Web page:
Friday, 23 April 2010

PhD studentship

'Seeing the sacred in the museum: exploring the significance of religious
and secular subjectivities for visitor engagment with religious objects'

Centre for Religion and Contemporary Society, Birkbeck College, University
of London, in collaboration with the British Museum

The aim of this doctoral project will be to explore the ways in which
visitors engage with religious objects at the British Museum, focusing
particularly on whether it is possible to identify ways of seeing or
engaging with objects that relate more generally to religious and secular
subjectivities. Drawing together current research in material religion and
museum visitor research, the award-holder will undertake original empirical
work that will both add to our understanding of the performance of religious
and secular subjectivities in public cultural spaces as well how museum
evaluation work might engage in new ways with religious dimensions of
visitor experience.

The studentship is available from 1 October 2010, and the award-holder will
benefit from the wide range of postgraduate support available at Birkbeck as
well as from the experience of working closely with colleagues at a
world-leading museum. The studentship covers full fees and a maintenance
allowance at standard AHRC rates for central London institutions. Potential
applicants should check their eligibility for the award before submitting
their application

The deadline for completed applications is 1 June 2010, with interviews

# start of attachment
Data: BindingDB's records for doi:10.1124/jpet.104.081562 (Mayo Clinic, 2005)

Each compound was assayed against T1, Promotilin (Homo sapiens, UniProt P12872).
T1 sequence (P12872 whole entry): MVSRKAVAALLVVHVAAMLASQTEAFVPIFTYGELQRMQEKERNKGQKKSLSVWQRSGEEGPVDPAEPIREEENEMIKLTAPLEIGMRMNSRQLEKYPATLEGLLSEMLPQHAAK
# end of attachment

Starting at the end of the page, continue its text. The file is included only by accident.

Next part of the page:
planned to take place before the end of June. Further details about the
studentship (including how to apply).

Gordon Lynch

Professor of Sociology of Religion and Director of the Centre for Religion and Contemporary Society

Birkbeck College
University of London
26 Russell Square

+44(0)20 7631 6658

This is a very timely project, and it would be very interesting to see the results. I hope that they will be published.

I contend that museums are sacred spaces - inspired by the Enlightenment love of knowledge, and named after ancient shrines of the Muses, they are clearly quasi-sacred. We approach these shrines of knowledge with hushed voices and reverent steps.

The only problem with museums is that objects are frequently presented out of context (although the British Museum generally gets this right) or labelled in an inaccessible way by curators who try to be arty.

To contemporary Pagans, everywhere is sacred because the divine/deities is/are immanent in the world; but to some Pagans, some places are more sacred than others. Perhaps because museums are not generally regarded as sacred, it has not occurred to Pagans to view them as sacred; but to me, they are, along with libraries, because knowledge and reason are vitally important, and they confer freedom of thought.

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